Psychiatry trainees

Special interest sessions can also be arranged for senior psychiatry trainees (ST4-6) from the west London and central and north-west London training rotations, with supervision from the consultant psychiatrist who also holds an honorary consultant contract with Central and North West London NHS Foundation Trust.

Posts can be developed to meet the needs of individual trainees, subject to discussion, at either of the Trust sites (Royal Brompton Hospital London, SW3, or Harefield Hospital near Uxbridge, Middlesex).

Royal Brompton and Harefield hospitals make up the largest specialist heart and lung centre in the UK and among the largest in Europe. It is a partnership of two specialist hospitals which are known throughout the world for their expertise, standard of care and research success in cardiorespiratory medicine and surgery and has a worldwide reputation for heart and lung research.

The psychological medicine service comprises a part-time consultant psychiatrist, full-time psychiatric nurse and team of psychologists providing inpatient and outpatient input to a wide range of specialist services, including heart and lung transplant teams, cystic fibrosis, interstitial lung disease, ITU, sleep disorders, asthma, COPD, pulmonary hypertension and congenital heart disease. Common disorders seen include anxiety, depression, adjustment disorders, and acute confusional states and psychosis on ITU and post-operative wards; alongside more unusual presentations, such as immunosuppressant-induced cognitive dysfunction and neuropsychiatric conditions. The post would therefore offer the possibility of a wide range of experience in multiple settings with ample scope for research and audit projects which we would be very keen to support.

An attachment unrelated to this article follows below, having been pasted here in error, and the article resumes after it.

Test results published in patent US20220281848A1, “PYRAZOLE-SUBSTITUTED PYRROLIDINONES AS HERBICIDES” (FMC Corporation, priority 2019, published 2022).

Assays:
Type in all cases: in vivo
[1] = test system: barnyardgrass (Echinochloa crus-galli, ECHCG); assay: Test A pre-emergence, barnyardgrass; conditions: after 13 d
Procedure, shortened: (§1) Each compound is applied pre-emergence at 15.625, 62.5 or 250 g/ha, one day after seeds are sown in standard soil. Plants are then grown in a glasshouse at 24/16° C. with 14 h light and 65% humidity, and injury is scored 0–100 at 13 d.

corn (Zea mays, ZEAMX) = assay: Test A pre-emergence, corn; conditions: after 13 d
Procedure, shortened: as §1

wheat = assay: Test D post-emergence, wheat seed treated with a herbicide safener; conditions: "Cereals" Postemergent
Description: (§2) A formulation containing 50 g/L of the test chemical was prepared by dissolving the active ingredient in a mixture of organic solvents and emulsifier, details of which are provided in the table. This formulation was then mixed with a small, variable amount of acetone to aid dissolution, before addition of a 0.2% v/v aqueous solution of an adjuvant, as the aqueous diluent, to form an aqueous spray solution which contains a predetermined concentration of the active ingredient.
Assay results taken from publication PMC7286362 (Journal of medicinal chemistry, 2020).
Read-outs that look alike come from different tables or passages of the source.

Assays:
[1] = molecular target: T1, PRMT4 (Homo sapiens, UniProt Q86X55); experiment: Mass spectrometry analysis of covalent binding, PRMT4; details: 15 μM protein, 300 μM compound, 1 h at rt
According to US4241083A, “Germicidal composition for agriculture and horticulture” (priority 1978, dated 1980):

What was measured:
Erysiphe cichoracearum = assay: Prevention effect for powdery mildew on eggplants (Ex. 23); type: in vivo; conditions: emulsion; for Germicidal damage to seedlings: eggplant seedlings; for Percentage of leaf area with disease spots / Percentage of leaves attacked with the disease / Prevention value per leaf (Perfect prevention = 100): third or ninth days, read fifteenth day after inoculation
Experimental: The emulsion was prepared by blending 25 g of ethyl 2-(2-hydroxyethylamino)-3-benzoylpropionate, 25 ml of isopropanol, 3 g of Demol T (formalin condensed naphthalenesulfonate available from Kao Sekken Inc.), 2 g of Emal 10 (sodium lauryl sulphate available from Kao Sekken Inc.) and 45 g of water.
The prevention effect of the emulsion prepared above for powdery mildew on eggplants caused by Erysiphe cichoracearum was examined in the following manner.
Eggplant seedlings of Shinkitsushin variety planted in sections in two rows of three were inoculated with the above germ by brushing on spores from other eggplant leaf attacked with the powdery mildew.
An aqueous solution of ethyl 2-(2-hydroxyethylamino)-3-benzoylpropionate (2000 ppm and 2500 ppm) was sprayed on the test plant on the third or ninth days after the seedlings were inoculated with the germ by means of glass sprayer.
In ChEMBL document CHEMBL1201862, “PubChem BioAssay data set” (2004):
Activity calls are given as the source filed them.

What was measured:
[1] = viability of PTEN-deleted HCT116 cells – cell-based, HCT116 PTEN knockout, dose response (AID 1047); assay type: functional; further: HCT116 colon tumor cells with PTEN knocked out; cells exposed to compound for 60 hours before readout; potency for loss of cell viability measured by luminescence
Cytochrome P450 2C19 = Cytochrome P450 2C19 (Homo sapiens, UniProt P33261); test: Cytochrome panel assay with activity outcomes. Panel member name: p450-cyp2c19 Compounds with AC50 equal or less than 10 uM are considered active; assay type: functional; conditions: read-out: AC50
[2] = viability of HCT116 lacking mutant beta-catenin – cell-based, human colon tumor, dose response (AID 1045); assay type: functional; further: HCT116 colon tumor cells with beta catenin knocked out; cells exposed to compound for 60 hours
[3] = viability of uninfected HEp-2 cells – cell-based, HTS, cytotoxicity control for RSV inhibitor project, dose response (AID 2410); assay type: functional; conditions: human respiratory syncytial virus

There is no A&E department in this Trust and any posts would be subject to obtaining an honorary clinical contract with which we can assist. 

For expressions of interest and to discuss further, please contact consultant psychiatrist Dr James Woolley.

Previous placements have been highly recommended by trainees and offer ample scope for audit and research alongside varied clinical experience.

Audit and research topics

Possible future areas for audit and research include:

  • Internet-based group for cystic fibrosis sufferers
  • Anxiety/relaxation prior to surgery - psychological preparation for surgery
  • Qualitative study into experiences of extracorporeal membrane oxygenation (ECMO)
  • Experience of being on transplant waiting list 
  • Ventricular assist devices - patients' and caregivers' qualitative and quantitative outcome measures
  • Patient satisfaction/experience regarding general anaesthetic during bronchoscopies
  • Experience of inpatient transplant assessment
  • Inpatient stay experience
  • Parents and partners staying during admissions
  • Men with cystic fibrosis planning families
  • Relationships with individuals who have life-limiting illnesses
  • Psychological morbidity prevalence study in sleep and ventilation patients
  • Prevalence of sexual difficulties in ventricular assist device patients
  • Experiences of parenting a child with cystic fibrosis
  • Effects of being on urgent transplant list for patient who are parents
  • Prevention of delirium in intensive care

Published work

Clinicians in the psychological medicine team at Royal Brompton & Harefield NHS Foundation Trust have been involved in a number of published papers, some of which are selected below:

  • Bedair R, Babu-Narayan SV, Dimopoulos K, Quyam S, Doyle AM, Swan L, Gatzoulis MA, Wong T (2014) Acceptance and psychological impact of implantable defibrillators amongst adults with congenital heart disease. International Journal of Cardiology 181C: 218-224. doi: 10.1016/j.ijcard.2014.12.028 
  • Yorke J, Fleming S, Shuldham C, Doyle AM, Menzies-Gow A, Adair P, Dubrow-Marshall L, Caress A, Niven R (2013) Feasibility and acceptability of group-CBT for people with severe asthmaEuropean Respiratory Journal 42(Suppl 57): 213
  • Kapoor S, Sarridou D, Lees N, Carby M, Woolley J, Mitchell J (2015) Anaesthetic techniques and considerations for bronchoscopy after lung transplantation: audit on patient satisfaction and experiences from a tertiary cardiothoracic and transplant centre. European Journal of Anaesthesiology (to be published in May 2015)